I am currently reading Bruce Sterling’s ‘Shaping Things‘. Amongst fantasies about future technologies, it comes to mind that there may be some value in considering technosocial context when evaluating how convivial a tool is. In the same way as a spime is of little value in a hunter-gatherer society, so the artifact is of limited value to a wrangler.
Sterling encourages us to also consider the metahistory to consider what may be an appropriate and acceptable design solution in any given social context. He notes that we may be able to free ourselves of that metahistorical constraint to take an alternative path, taking an interventionist approach (so long as that approach does not become totalitarian). He notes the importance of free access to information (open access) to ensure that the negative aspects of intervention can be balanced by an informed populace.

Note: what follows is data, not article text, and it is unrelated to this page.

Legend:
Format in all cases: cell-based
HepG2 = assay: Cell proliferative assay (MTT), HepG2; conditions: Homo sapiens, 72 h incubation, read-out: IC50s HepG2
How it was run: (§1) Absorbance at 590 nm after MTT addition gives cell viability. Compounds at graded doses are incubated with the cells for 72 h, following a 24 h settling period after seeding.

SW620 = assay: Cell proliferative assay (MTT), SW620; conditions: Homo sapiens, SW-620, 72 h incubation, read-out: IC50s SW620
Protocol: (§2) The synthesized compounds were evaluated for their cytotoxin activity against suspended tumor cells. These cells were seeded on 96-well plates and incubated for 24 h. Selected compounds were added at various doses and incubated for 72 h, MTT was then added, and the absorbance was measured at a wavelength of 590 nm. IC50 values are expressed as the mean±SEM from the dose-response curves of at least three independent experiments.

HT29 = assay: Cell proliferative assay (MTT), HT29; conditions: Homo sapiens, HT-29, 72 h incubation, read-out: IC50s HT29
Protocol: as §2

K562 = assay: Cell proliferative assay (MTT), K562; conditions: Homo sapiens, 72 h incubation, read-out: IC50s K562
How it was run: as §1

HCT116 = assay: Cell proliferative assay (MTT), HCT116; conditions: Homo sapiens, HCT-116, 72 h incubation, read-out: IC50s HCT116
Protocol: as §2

I like the following quote:
‘A society that can’t sustain itself may have
strong ideas about its metahistory,
but objectively speaking it has no future’
I also love to listen to Bruce Sterling speak…
And remember that it was Bruce’s Veridian Design Movement that has led to the ‘bright green’ environmental approach that is embodied by the ‘Worldchanging‘. The associated book of the same name was incipiently the first thing that got me thinking that it might really be possible to do something about creating a more sustainable world – taking a much more positive and optimistic approach than was being dished out by the likes of Al Gore and Tim Flannery at the time.